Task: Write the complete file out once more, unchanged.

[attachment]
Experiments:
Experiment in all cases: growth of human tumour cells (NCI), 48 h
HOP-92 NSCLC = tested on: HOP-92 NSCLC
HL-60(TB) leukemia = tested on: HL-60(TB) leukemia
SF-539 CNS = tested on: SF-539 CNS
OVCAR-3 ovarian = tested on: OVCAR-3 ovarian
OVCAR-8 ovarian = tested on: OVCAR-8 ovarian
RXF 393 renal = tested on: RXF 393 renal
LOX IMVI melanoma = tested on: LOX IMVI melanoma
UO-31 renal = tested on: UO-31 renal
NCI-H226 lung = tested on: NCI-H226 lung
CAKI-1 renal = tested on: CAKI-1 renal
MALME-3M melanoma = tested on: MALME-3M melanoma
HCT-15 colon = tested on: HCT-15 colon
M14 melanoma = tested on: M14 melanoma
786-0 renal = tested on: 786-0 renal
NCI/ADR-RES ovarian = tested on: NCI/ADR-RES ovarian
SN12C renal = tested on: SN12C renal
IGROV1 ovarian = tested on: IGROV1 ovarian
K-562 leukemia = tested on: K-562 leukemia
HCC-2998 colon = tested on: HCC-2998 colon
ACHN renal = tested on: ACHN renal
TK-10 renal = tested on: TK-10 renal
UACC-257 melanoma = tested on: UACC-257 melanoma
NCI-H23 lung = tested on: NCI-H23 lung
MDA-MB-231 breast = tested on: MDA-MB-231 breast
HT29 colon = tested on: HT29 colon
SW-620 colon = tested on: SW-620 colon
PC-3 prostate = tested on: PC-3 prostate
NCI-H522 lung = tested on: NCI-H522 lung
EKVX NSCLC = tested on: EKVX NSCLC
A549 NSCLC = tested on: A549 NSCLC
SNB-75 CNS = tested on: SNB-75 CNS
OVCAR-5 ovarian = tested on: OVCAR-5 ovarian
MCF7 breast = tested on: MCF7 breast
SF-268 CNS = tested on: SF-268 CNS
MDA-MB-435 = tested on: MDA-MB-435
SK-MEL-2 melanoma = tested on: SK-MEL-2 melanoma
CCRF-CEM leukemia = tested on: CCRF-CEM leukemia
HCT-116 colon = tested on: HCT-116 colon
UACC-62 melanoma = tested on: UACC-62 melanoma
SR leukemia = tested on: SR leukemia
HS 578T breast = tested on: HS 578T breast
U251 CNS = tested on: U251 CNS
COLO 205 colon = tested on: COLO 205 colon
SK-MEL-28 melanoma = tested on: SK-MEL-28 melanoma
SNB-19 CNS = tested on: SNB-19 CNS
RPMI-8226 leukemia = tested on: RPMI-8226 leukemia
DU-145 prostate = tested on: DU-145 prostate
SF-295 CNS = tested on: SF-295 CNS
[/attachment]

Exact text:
Experiments:
Experiment in all cases: growth of human tumour cells (NCI), 48 h
HOP-92 NSCLC = tested on: HOP-92 NSCLC
HL-60(TB) leukemia = tested on: HL-60(TB) leukemia
SF-539 CNS = tested on: SF-539 CNS
OVCAR-3 ovarian = tested on: OVCAR-3 ovarian
OVCAR-8 ovarian = tested on: OVCAR-8 ovarian
RXF 393 renal = tested on: RXF 393 renal
LOX IMVI melanoma = tested on: LOX IMVI melanoma
UO-31 renal = tested on: UO-31 renal
NCI-H226 lung = tested on: NCI-H226 lung
CAKI-1 renal = tested on: CAKI-1 renal
MALME-3M melanoma = tested on: MALME-3M melanoma
HCT-15 colon = tested on: HCT-15 colon
M14 melanoma = tested on: M14 melanoma
786-0 renal = tested on: 786-0 renal
NCI/ADR-RES ovarian = tested on: NCI/ADR-RES ovarian
SN12C renal = tested on: SN12C renal
IGROV1 ovarian = tested on: IGROV1 ovarian
K-562 leukemia = tested on: K-562 leukemia
HCC-2998 colon = tested on: HCC-2998 colon
ACHN renal = tested on: ACHN renal
TK-10 renal = tested on: TK-10 renal
UACC-257 melanoma = tested on: UACC-257 melanoma
NCI-H23 lung = tested on: NCI-H23 lung
MDA-MB-231 breast = tested on: MDA-MB-231 breast
HT29 colon = tested on: HT29 colon
SW-620 colon = tested on: SW-620 colon
PC-3 prostate = tested on: PC-3 prostate
NCI-H522 lung = tested on: NCI-H522 lung
EKVX NSCLC = tested on: EKVX NSCLC
A549 NSCLC = tested on: A549 NSCLC
SNB-75 CNS = tested on: SNB-75 CNS
OVCAR-5 ovarian = tested on: OVCAR-5 ovarian
MCF7 breast = tested on: MCF7 breast
SF-268 CNS = tested on: SF-268 CNS
MDA-MB-435 = tested on: MDA-MB-435
SK-MEL-2 melanoma = tested on: SK-MEL-2 melanoma
CCRF-CEM leukemia = tested on: CCRF-CEM leukemia
HCT-116 colon = tested on: HCT-116 colon
UACC-62 melanoma = tested on: UACC-62 melanoma
SR leukemia = tested on: SR leukemia
HS 578T breast = tested on: HS 578T breast
U251 CNS = tested on: U251 CNS
COLO 205 colon = tested on: COLO 205 colon
SK-MEL-28 melanoma = tested on: SK-MEL-28 melanoma
SNB-19 CNS = tested on: SNB-19 CNS
RPMI-8226 leukemia = tested on: RPMI-8226 leukemia
DU-145 prostate = tested on: DU-145 prostate
SF-295 CNS = tested on: SF-295 CNS